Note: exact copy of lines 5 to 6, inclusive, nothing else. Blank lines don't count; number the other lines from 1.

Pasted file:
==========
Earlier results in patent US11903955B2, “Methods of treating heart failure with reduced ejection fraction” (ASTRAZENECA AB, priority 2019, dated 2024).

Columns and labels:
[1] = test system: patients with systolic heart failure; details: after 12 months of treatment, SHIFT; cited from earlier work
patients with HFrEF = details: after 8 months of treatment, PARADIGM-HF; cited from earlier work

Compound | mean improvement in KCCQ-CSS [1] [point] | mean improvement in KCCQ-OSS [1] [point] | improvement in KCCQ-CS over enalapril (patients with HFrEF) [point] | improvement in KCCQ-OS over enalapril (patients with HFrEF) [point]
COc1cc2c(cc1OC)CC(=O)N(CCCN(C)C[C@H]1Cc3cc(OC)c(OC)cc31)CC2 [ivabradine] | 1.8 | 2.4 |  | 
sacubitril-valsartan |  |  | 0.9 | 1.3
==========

Compound | mean improvement in KCCQ-CSS [1] [point] | mean improvement in KCCQ-OSS [1] [point] | improvement in KCCQ-CS over enalapril (patients with HFrEF) [point] | improvement in KCCQ-OS over enalapril (patients with HFrEF) [point]
COc1cc2c(cc1OC)CC(=O)N(CCCN(C)C[C@H]1Cc3cc(OC)c(OC)cc31)CC2 [ivabradine] | 1.8 | 2.4 |  | 